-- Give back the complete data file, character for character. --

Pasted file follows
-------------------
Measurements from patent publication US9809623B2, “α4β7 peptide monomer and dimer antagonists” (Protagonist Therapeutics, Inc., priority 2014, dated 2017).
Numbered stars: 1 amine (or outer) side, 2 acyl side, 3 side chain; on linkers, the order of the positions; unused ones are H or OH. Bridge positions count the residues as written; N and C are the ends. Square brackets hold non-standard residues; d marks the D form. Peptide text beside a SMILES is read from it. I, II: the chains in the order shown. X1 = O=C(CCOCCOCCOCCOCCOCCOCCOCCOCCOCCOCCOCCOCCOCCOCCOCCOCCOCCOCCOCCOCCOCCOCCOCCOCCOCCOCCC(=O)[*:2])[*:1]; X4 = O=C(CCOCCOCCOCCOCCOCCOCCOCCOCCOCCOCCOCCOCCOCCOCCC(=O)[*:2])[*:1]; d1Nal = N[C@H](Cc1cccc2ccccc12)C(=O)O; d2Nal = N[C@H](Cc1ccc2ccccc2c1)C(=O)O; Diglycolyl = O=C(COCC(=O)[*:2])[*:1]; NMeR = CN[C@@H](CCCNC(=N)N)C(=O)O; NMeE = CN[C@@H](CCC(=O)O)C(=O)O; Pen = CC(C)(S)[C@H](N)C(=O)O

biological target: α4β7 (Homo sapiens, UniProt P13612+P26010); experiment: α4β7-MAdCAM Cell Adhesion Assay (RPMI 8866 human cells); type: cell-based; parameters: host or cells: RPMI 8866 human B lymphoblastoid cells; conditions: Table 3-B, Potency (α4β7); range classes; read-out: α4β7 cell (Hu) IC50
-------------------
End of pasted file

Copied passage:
Measurements from patent publication US9809623B2, “α4β7 peptide monomer and dimer antagonists” (Protagonist Therapeutics, Inc., priority 2014, dated 2017).
Numbered stars: 1 amine (or outer) side, 2 acyl side, 3 side chain; on linkers, the order of the positions; unused ones are H or OH. Bridge positions count the residues as written; N and C are the ends. Square brackets hold non-standard residues; d marks the D form. Peptide text beside a SMILES is read from it. I, II: the chains in the order shown. X1 = O=C(CCOCCOCCOCCOCCOCCOCCOCCOCCOCCOCCOCCOCCOCCOCCOCCOCCOCCOCCOCCOCCOCCOCCOCCOCCOCCOCCC(=O)[*:2])[*:1]; X4 = O=C(CCOCCOCCOCCOCCOCCOCCOCCOCCOCCOCCOCCOCCOCCOCCC(=O)[*:2])[*:1]; d1Nal = N[C@H](Cc1cccc2ccccc12)C(=O)O; d2Nal = N[C@H](Cc1ccc2ccccc2c1)C(=O)O; Diglycolyl = O=C(COCC(=O)[*:2])[*:1]; NMeR = CN[C@@H](CCCNC(=N)N)C(=O)O; NMeE = CN[C@@H](CCC(=O)O)C(=O)O; Pen = CC(C)(S)[C@H](N)C(=O)O

biological target: α4β7 (Homo sapiens, UniProt P13612+P26010); experiment: α4β7-MAdCAM Cell Adhesion Assay (RPMI 8866 human cells); type: cell-based; parameters: host or cells: RPMI 8866 human B lymphoblastoid cells; conditions: Table 3-B, Potency (α4β7); range classes; read-out: α4β7 cell (Hu) IC50